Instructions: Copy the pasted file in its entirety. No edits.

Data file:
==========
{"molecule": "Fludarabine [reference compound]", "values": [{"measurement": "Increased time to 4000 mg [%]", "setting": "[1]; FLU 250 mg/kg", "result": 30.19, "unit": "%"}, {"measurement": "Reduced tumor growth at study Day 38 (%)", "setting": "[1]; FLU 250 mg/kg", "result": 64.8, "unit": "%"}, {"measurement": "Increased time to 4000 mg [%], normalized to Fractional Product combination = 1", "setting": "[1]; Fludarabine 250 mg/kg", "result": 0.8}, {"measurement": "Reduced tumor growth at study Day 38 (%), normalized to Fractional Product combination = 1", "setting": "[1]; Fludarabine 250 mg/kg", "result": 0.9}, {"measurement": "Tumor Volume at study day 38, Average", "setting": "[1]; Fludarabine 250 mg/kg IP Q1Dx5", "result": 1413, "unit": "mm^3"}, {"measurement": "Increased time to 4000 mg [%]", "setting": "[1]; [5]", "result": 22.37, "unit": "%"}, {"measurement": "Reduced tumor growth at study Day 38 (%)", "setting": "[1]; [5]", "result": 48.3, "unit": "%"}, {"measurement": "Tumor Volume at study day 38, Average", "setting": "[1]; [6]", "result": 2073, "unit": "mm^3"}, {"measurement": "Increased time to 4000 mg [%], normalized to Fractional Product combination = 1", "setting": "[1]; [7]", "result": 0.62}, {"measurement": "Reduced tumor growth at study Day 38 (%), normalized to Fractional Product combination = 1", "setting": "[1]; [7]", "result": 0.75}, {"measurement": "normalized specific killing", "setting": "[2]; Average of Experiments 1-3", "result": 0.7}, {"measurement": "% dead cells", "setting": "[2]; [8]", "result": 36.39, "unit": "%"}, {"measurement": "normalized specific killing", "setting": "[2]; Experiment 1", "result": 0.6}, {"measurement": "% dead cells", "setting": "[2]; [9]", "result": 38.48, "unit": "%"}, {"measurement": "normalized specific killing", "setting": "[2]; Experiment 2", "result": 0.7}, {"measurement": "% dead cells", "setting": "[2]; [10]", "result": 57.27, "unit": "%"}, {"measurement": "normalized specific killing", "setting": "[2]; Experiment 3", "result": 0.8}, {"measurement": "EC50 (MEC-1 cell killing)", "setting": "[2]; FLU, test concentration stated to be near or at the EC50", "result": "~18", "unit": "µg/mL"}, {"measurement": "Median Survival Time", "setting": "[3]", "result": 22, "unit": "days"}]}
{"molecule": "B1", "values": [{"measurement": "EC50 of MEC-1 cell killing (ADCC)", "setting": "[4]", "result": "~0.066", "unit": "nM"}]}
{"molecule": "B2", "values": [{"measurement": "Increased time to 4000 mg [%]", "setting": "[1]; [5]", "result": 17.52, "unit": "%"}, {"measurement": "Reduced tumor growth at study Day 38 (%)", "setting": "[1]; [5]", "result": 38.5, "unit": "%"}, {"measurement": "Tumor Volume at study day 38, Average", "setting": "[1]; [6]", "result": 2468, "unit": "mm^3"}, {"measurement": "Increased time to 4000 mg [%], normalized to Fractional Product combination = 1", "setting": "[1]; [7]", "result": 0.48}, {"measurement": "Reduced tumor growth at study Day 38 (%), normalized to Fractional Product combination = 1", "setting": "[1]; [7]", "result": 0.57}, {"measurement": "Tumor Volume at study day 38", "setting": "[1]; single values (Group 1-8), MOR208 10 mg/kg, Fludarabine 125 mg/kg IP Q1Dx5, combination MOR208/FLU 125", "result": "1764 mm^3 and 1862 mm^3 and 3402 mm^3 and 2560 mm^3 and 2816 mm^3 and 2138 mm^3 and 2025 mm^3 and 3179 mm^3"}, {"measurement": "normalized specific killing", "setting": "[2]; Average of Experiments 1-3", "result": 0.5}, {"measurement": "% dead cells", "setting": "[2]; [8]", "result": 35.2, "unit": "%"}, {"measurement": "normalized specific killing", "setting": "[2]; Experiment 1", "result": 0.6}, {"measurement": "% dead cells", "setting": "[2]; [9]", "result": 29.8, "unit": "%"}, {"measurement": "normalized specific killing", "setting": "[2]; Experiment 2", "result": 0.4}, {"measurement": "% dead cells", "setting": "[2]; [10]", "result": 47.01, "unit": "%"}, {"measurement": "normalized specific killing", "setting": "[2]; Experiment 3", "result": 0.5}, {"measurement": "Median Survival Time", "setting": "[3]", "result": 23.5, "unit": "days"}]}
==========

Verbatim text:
{"molecule": "Fludarabine [reference compound]", "values": [{"measurement": "Increased time to 4000 mg [%]", "setting": "[1]; FLU 250 mg/kg", "result": 30.19, "unit": "%"}, {"measurement": "Reduced tumor growth at study Day 38 (%)", "setting": "[1]; FLU 250 mg/kg", "result": 64.8, "unit": "%"}, {"measurement": "Increased time to 4000 mg [%], normalized to Fractional Product combination = 1", "setting": "[1]; Fludarabine 250 mg/kg", "result": 0.8}, {"measurement": "Reduced tumor growth at study Day 38 (%), normalized to Fractional Product combination = 1", "setting": "[1]; Fludarabine 250 mg/kg", "result": 0.9}, {"measurement": "Tumor Volume at study day 38, Average", "setting": "[1]; Fludarabine 250 mg/kg IP Q1Dx5", "result": 1413, "unit": "mm^3"}, {"measurement": "Increased time to 4000 mg [%]", "setting": "[1]; [5]", "result": 22.37, "unit": "%"}, {"measurement": "Reduced tumor growth at study Day 38 (%)", "setting": "[1]; [5]", "result": 48.3, "unit": "%"}, {"measurement": "Tumor Volume at study day 38, Average", "setting": "[1]; [6]", "result": 2073, "unit": "mm^3"}, {"measurement": "Increased time to 4000 mg [%], normalized to Fractional Product combination = 1", "setting": "[1]; [7]", "result": 0.62}, {"measurement": "Reduced tumor growth at study Day 38 (%), normalized to Fractional Product combination = 1", "setting": "[1]; [7]", "result": 0.75}, {"measurement": "normalized specific killing", "setting": "[2]; Average of Experiments 1-3", "result": 0.7}, {"measurement": "% dead cells", "setting": "[2]; [8]", "result": 36.39, "unit": "%"}, {"measurement": "normalized specific killing", "setting": "[2]; Experiment 1", "result": 0.6}, {"measurement": "% dead cells", "setting": "[2]; [9]", "result": 38.48, "unit": "%"}, {"measurement": "normalized specific killing", "setting": "[2]; Experiment 2", "result": 0.7}, {"measurement": "% dead cells", "setting": "[2]; [10]", "result": 57.27, "unit": "%"}, {"measurement": "normalized specific killing", "setting": "[2]; Experiment 3", "result": 0.8}, {"measurement": "EC50 (MEC-1 cell killing)", "setting": "[2]; FLU, test concentration stated to be near or at the EC50", "result": "~18", "unit": "µg/mL"}, {"measurement": "Median Survival Time", "setting": "[3]", "result": 22, "unit": "days"}]}
{"molecule": "B1", "values": [{"measurement": "EC50 of MEC-1 cell killing (ADCC)", "setting": "[4]", "result": "~0.066", "unit": "nM"}]}
{"molecule": "B2", "values": [{"measurement": "Increased time to 4000 mg [%]", "setting": "[1]; [5]", "result": 17.52, "unit": "%"}, {"measurement": "Reduced tumor growth at study Day 38 (%)", "setting": "[1]; [5]", "result": 38.5, "unit": "%"}, {"measurement": "Tumor Volume at study day 38, Average", "setting": "[1]; [6]", "result": 2468, "unit": "mm^3"}, {"measurement": "Increased time to 4000 mg [%], normalized to Fractional Product combination = 1", "setting": "[1]; [7]", "result": 0.48}, {"measurement": "Reduced tumor growth at study Day 38 (%), normalized to Fractional Product combination = 1", "setting": "[1]; [7]", "result": 0.57}, {"measurement": "Tumor Volume at study day 38", "setting": "[1]; single values (Group 1-8), MOR208 10 mg/kg, Fludarabine 125 mg/kg IP Q1Dx5, combination MOR208/FLU 125", "result": "1764 mm^3 and 1862 mm^3 and 3402 mm^3 and 2560 mm^3 and 2816 mm^3 and 2138 mm^3 and 2025 mm^3 and 3179 mm^3"}, {"measurement": "normalized specific killing", "setting": "[2]; Average of Experiments 1-3", "result": 0.5}, {"measurement": "% dead cells", "setting": "[2]; [8]", "result": 35.2, "unit": "%"}, {"measurement": "normalized specific killing", "setting": "[2]; Experiment 1", "result": 0.6}, {"measurement": "% dead cells", "setting": "[2]; [9]", "result": 29.8, "unit": "%"}, {"measurement": "normalized specific killing", "setting": "[2]; Experiment 2", "result": 0.4}, {"measurement": "% dead cells", "setting": "[2]; [10]", "result": 47.01, "unit": "%"}, {"measurement": "normalized specific killing", "setting": "[2]; Experiment 3", "result": 0.5}, {"measurement": "Median Survival Time", "setting": "[3]", "result": 23.5, "unit": "days"}]}